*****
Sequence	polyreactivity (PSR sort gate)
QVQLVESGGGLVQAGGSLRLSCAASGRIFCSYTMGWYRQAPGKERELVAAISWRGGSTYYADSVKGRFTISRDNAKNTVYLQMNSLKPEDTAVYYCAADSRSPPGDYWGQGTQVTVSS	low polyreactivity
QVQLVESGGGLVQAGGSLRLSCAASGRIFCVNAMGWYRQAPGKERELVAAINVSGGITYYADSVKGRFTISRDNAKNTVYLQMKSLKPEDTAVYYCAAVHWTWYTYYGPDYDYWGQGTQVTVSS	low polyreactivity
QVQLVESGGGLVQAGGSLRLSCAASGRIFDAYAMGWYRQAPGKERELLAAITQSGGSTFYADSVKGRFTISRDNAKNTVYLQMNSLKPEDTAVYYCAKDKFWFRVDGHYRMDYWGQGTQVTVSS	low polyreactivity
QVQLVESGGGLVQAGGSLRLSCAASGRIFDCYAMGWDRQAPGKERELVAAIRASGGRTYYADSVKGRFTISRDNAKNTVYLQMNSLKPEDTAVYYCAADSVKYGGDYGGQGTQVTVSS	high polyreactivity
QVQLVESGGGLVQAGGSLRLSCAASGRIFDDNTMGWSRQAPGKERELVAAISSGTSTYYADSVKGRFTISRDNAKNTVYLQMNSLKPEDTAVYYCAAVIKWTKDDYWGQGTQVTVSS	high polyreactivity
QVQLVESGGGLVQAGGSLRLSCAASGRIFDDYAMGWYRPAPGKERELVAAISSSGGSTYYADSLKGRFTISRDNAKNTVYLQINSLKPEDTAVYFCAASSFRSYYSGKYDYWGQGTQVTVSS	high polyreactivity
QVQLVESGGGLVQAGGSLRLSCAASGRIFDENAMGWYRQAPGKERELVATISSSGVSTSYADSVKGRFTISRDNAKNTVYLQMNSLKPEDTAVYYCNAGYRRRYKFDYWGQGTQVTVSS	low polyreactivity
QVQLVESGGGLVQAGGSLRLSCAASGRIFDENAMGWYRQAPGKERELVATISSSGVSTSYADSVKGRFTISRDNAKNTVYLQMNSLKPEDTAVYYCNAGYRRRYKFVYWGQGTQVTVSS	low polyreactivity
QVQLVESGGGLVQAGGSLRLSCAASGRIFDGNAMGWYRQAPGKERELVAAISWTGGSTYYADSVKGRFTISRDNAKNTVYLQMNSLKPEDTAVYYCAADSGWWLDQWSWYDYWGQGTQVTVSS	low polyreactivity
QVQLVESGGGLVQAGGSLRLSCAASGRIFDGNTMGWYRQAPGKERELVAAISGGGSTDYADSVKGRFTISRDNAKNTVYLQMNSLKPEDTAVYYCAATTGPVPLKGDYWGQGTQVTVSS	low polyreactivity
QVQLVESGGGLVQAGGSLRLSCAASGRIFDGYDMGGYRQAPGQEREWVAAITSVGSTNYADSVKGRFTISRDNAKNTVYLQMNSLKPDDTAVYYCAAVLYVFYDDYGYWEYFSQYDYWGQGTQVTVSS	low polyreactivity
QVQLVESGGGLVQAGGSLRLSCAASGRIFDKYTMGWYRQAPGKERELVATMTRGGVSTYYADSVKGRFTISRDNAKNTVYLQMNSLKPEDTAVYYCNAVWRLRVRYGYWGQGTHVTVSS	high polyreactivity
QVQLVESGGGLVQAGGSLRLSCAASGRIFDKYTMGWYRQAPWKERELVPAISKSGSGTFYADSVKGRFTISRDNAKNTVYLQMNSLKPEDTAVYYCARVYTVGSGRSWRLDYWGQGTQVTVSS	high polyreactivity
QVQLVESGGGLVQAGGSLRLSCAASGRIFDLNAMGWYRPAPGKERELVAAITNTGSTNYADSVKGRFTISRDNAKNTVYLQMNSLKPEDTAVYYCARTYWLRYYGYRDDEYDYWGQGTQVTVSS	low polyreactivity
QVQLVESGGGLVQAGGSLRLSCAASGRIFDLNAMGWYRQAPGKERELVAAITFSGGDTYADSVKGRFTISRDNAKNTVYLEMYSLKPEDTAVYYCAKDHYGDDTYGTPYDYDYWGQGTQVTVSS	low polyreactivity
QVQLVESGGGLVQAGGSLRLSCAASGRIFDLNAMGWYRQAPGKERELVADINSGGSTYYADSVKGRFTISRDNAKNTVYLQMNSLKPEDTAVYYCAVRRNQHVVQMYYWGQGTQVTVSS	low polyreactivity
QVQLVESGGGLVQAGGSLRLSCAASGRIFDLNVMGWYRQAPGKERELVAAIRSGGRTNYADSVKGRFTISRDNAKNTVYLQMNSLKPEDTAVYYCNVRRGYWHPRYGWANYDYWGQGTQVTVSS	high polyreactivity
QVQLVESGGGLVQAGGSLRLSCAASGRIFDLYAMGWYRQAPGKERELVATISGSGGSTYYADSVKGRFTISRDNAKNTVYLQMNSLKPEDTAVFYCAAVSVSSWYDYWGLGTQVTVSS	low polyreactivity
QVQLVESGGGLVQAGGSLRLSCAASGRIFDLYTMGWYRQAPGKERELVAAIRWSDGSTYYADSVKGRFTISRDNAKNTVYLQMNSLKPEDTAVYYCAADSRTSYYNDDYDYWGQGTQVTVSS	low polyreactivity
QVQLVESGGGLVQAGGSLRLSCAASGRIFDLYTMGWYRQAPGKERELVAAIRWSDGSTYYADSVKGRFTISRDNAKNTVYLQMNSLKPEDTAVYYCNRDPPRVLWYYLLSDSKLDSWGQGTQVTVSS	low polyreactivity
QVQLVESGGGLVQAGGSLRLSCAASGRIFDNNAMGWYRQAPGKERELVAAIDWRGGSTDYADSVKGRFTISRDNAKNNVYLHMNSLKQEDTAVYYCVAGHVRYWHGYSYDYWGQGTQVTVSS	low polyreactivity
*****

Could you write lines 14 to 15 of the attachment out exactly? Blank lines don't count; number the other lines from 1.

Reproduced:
QVQLVESGGGLVQAGGSLRLSCAASGRIFDKYTMGWYRQAPWKERELVPAISKSGSGTFYADSVKGRFTISRDNAKNTVYLQMNSLKPEDTAVYYCARVYTVGSGRSWRLDYWGQGTQVTVSS	high polyreactivity
QVQLVESGGGLVQAGGSLRLSCAASGRIFDLNAMGWYRPAPGKERELVAAITNTGSTNYADSVKGRFTISRDNAKNTVYLQMNSLKPEDTAVYYCARTYWLRYYGYRDDEYDYWGQGTQVTVSS	low polyreactivity